Young teenagers 'turned into criminals by sex texts': Increasing numbers being arrested with many ending up on sex offenders' register
Police fear that children as young as 13 are sending 'sex texts'Three police forces run counselling groups for children sending messages
Expert says there is an 'increase in indecent images sent by young people'



23:36 GMT, 11 December 2012

Children as young as 13 are viewing naked images on their mobile phones or downloading explicit content, with many being placed on the sex offenders' register (stock image)

Explicit: Children as young as 13 are viewing naked images on their mobile phones or downloading explicit content, with many being placed on the sex offenders' register (stock image)

A generation of young teenagers is at risk of being criminalised as increasing numbers are arrested over online sexual offences, police warned last night.

More are being investigated for swapping naked images of each other on their mobiles and downloading sexual pictures of teenagers, with many put on the sex offenders’ register.

Channel 4 News has found that three police forces have set up counselling groups to help teach offenders that the practice is against the law.

Many teens are confused because although it is legal for two 16-year-olds to have sex, it is illegal for them to swap pictures of each other.

Any images of children under the age of 18 are technically child pornography, meaning they could be arrested – especially if they share the images with classmates without the other person’s consent.

Critics say the increasing sexualisation of children is partly the result of easy access to porn on the internet. As one 15-year-old boy told the Channel 4 News Generation Sex investigation: ‘It’s pretty much insanely easy. There nothing stopping you unless you can’t turn on your computer. There is nothing stopping you from typing in porn.’

The Daily Mail is campaigning for an automatic block on web porn to protect children. Over-18s would only be able to access adult material after opting in.

But police are becoming increasingly worried that more boys and girls as young as 13 are sending sex texts to each other – naked photos on their mobile phones.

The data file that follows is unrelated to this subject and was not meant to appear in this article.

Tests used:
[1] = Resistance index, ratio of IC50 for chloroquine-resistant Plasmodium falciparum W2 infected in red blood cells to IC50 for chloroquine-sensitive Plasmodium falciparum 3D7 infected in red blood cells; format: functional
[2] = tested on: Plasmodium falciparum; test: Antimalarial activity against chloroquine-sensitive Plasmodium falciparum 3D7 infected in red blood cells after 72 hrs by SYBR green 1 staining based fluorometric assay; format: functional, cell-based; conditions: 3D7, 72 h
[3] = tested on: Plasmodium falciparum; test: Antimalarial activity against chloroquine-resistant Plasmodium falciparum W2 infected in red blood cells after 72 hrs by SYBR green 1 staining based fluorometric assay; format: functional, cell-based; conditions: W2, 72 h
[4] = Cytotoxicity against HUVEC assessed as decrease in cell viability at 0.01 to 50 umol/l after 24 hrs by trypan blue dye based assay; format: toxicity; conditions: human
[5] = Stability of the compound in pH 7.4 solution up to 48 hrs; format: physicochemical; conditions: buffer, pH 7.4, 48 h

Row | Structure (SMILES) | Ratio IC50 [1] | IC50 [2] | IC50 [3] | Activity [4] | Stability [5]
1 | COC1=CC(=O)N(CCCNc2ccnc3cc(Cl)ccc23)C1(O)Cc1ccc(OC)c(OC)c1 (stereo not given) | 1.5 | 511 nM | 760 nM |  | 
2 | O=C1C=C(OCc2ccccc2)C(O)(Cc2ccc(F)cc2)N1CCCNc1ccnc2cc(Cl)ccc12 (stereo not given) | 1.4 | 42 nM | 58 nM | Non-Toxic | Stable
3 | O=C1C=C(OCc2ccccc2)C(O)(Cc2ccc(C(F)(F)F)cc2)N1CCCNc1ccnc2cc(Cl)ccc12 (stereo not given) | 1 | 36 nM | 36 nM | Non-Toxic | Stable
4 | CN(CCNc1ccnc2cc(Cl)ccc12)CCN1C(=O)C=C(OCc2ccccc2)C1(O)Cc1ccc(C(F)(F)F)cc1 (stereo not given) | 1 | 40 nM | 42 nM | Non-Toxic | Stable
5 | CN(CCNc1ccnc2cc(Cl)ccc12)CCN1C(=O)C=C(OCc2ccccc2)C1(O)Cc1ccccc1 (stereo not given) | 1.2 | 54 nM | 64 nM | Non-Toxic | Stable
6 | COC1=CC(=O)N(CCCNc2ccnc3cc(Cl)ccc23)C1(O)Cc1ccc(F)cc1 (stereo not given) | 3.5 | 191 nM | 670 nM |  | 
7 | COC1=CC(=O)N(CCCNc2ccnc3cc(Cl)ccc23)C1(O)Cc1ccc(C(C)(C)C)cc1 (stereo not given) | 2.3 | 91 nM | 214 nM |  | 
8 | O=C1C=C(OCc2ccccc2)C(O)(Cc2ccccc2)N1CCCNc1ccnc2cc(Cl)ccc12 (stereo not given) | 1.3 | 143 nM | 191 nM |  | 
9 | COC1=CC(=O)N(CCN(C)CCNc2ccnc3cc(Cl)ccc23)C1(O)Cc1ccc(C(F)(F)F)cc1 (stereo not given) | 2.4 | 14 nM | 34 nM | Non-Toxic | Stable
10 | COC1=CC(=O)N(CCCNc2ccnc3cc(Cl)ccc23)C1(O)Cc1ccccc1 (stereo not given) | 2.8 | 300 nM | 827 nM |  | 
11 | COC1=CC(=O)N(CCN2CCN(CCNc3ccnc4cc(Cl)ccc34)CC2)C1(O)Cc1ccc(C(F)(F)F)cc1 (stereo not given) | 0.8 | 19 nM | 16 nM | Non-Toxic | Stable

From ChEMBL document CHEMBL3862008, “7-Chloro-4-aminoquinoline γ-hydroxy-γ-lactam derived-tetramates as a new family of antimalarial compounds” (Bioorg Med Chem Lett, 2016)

Corrupting: Children are said to be so sexualised that the practice of 'sexting' has become 'mundane and mainstream' (file picture)

Corrupting: Three police forces are now running counselling groups to help teach young offenders against the illegal practices (file picture)

Another 15-year-old boy told the
programme: ‘It’s very common for boys to ask girls for naked photos.
Boys compare naked photos with each other in school all the time.’

A girl of 15 said: ‘Being asked for sexual images is all pretty normal.’

Now the Surrey, Hertfordshire and
Metropolitan Police forces are working with the Lucy Faithfull
Foundation, a charity that works with adult sex offenders. They have
carried out a 12-month project, working with young people in trouble
with the law. It includes counselling for these teens as well as help
for parents and schools.

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Paul West, formerly head of management
of sex offenders for the Association of Chief Police Officers, said:
‘The police service has seen a significant increase in indecent images
being sent by young people. It’s really through access to new technology
– the internet, mobile phones particularly. If a young person is placed
on the sex offenders’ register, that becomes a huge millstone around
their neck.’

Donald Findlater, of the Lucy Faithfull Foundation, said: ‘Someone needs to take stock of what is going on. That needs to take place and in too many households, it’s not. In too many schools, children are not being helped to work out where sex belongs in relationships. It feels like everything is out of control.’

One 16-year-old, Shaun, was arrested after downloading naked images of underage children and was put on the sex offenders’ register for ten years. He has been suspended from school and will have to tell any employer of his criminal past. He told Channel 4: ‘You don’t think these are images of abuse, you don’t think anything. It is a separate world on the internet.’

For the full story, watch Channel 4 News, Wednesday at 7pm.